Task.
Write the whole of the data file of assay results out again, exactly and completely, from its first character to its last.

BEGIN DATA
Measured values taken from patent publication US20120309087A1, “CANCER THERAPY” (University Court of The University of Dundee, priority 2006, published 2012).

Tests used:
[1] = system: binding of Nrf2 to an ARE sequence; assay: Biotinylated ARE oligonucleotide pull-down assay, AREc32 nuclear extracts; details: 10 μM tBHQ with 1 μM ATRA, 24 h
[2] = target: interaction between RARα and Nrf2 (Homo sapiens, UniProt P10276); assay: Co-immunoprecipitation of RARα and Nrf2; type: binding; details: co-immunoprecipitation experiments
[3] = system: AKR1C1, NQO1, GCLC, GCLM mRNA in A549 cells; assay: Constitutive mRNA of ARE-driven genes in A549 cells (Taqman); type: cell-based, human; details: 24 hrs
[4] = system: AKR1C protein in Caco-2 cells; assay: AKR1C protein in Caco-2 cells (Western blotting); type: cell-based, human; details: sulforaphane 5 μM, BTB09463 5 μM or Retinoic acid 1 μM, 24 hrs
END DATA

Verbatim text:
Measured values taken from patent publication US20120309087A1, “CANCER THERAPY” (University Court of The University of Dundee, priority 2006, published 2012).

Tests used:
[1] = system: binding of Nrf2 to an ARE sequence; assay: Biotinylated ARE oligonucleotide pull-down assay, AREc32 nuclear extracts; details: 10 μM tBHQ with 1 μM ATRA, 24 h
[2] = target: interaction between RARα and Nrf2 (Homo sapiens, UniProt P10276); assay: Co-immunoprecipitation of RARα and Nrf2; type: binding; details: co-immunoprecipitation experiments
[3] = system: AKR1C1, NQO1, GCLC, GCLM mRNA in A549 cells; assay: Constitutive mRNA of ARE-driven genes in A549 cells (Taqman); type: cell-based, human; details: 24 hrs
[4] = system: AKR1C protein in Caco-2 cells; assay: AKR1C protein in Caco-2 cells (Western blotting); type: cell-based, human; details: sulforaphane 5 μM, BTB09463 5 μM or Retinoic acid 1 μM, 24 hrs